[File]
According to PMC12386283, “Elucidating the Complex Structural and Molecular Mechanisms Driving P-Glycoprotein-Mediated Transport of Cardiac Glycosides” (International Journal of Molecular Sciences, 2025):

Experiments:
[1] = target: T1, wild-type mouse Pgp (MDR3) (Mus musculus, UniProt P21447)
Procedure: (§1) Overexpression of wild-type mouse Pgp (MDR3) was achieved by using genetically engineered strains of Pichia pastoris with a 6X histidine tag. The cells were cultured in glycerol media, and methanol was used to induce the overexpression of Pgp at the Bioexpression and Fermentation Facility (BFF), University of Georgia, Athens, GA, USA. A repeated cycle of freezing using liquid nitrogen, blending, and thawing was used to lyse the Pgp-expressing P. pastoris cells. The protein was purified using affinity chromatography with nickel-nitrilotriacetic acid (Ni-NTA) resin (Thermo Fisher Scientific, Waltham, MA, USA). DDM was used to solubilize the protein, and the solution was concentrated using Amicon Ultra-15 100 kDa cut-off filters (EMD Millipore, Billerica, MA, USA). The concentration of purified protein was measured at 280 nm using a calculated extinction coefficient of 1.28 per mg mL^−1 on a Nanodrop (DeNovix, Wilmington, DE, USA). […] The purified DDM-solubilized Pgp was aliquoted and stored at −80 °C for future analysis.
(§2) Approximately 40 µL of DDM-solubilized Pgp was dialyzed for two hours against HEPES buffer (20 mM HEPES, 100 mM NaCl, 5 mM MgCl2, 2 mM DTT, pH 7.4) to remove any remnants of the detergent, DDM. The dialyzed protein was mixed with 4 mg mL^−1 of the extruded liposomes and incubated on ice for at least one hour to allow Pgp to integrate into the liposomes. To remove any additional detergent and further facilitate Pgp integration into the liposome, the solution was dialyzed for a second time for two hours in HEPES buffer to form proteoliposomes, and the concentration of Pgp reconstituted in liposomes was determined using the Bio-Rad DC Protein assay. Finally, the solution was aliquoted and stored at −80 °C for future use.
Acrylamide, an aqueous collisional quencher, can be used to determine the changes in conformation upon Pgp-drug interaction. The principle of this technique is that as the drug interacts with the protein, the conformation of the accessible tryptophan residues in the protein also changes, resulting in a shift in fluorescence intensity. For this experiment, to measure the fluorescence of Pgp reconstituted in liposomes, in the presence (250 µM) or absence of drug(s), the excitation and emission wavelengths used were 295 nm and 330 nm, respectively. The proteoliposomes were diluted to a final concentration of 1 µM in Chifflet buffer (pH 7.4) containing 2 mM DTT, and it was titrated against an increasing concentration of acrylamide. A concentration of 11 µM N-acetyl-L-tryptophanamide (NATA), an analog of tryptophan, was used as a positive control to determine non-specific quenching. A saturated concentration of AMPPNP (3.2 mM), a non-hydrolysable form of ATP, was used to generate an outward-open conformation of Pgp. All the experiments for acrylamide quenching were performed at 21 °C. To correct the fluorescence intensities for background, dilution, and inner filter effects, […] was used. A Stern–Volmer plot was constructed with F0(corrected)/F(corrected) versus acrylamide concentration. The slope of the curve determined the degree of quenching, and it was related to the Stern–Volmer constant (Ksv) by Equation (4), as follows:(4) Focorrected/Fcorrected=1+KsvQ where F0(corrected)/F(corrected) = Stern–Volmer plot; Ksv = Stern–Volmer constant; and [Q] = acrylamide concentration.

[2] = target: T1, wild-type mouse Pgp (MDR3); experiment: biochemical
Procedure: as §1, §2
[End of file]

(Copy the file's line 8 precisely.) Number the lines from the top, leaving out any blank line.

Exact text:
Procedure: as §1, §2